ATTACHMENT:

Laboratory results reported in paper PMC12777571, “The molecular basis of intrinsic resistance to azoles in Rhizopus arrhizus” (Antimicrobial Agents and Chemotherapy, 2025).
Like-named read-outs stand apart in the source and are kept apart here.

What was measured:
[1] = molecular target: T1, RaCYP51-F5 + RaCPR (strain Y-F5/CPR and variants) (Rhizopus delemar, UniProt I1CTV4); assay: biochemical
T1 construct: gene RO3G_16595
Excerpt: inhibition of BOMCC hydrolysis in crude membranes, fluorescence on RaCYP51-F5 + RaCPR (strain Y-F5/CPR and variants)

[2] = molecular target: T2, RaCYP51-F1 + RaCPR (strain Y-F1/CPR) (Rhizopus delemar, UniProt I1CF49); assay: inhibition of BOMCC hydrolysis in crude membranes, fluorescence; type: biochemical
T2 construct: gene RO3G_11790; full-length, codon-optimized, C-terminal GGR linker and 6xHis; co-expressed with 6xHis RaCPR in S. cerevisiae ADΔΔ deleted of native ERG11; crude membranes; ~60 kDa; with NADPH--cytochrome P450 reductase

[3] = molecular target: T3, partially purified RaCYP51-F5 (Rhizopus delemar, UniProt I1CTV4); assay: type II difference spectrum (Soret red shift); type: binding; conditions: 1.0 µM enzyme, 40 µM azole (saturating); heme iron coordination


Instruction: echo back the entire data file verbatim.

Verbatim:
Laboratory results reported in paper PMC12777571, “The molecular basis of intrinsic resistance to azoles in Rhizopus arrhizus” (Antimicrobial Agents and Chemotherapy, 2025).
Like-named read-outs stand apart in the source and are kept apart here.

What was measured:
[1] = molecular target: T1, RaCYP51-F5 + RaCPR (strain Y-F5/CPR and variants) (Rhizopus delemar, UniProt I1CTV4); assay: biochemical
T1 construct: gene RO3G_16595
Excerpt: inhibition of BOMCC hydrolysis in crude membranes, fluorescence on RaCYP51-F5 + RaCPR (strain Y-F5/CPR and variants)

[2] = molecular target: T2, RaCYP51-F1 + RaCPR (strain Y-F1/CPR) (Rhizopus delemar, UniProt I1CF49); assay: inhibition of BOMCC hydrolysis in crude membranes, fluorescence; type: biochemical
T2 construct: gene RO3G_11790; full-length, codon-optimized, C-terminal GGR linker and 6xHis; co-expressed with 6xHis RaCPR in S. cerevisiae ADΔΔ deleted of native ERG11; crude membranes; ~60 kDa; with NADPH--cytochrome P450 reductase

[3] = molecular target: T3, partially purified RaCYP51-F5 (Rhizopus delemar, UniProt I1CTV4); assay: type II difference spectrum (Soret red shift); type: binding; conditions: 1.0 µM enzyme, 40 µM azole (saturating); heme iron coordination